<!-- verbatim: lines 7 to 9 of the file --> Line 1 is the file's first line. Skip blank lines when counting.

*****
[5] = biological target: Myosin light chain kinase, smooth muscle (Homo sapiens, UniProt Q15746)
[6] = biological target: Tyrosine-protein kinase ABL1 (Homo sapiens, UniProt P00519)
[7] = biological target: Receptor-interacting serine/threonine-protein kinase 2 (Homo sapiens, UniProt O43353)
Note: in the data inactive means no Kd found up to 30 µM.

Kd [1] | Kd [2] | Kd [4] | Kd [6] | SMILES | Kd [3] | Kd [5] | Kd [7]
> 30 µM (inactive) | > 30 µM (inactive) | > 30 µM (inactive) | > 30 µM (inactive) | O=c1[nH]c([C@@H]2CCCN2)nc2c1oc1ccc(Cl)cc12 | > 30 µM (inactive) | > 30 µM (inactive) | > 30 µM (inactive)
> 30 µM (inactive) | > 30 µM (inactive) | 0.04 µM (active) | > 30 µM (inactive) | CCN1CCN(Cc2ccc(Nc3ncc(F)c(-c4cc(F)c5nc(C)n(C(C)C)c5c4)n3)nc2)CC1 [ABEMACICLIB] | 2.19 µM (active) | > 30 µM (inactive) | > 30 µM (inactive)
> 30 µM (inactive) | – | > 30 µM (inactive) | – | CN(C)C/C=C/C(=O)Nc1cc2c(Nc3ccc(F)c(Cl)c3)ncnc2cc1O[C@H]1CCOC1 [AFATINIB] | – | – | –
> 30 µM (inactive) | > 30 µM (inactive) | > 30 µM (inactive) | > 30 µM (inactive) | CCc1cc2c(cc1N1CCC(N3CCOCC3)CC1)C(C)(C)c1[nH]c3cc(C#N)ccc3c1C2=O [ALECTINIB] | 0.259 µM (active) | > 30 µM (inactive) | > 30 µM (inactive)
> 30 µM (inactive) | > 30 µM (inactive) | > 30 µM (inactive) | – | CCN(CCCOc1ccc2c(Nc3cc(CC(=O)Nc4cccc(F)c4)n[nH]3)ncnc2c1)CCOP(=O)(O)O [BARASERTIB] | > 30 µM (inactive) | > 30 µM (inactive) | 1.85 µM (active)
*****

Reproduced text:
> 30 µM (inactive) | > 30 µM (inactive) | 0.04 µM (active) | > 30 µM (inactive) | CCN1CCN(Cc2ccc(Nc3ncc(F)c(-c4cc(F)c5nc(C)n(C(C)C)c5c4)n3)nc2)CC1 [ABEMACICLIB] | 2.19 µM (active) | > 30 µM (inactive) | > 30 µM (inactive)
> 30 µM (inactive) | – | > 30 µM (inactive) | – | CN(C)C/C=C/C(=O)Nc1cc2c(Nc3ccc(F)c(Cl)c3)ncnc2cc1O[C@H]1CCOC1 [AFATINIB] | – | – | –
> 30 µM (inactive) | > 30 µM (inactive) | > 30 µM (inactive) | > 30 µM (inactive) | CCc1cc2c(cc1N1CCC(N3CCOCC3)CC1)C(C)(C)c1[nH]c3cc(C#N)ccc3c1C2=O [ALECTINIB] | 0.259 µM (active) | > 30 µM (inactive) | > 30 µM (inactive)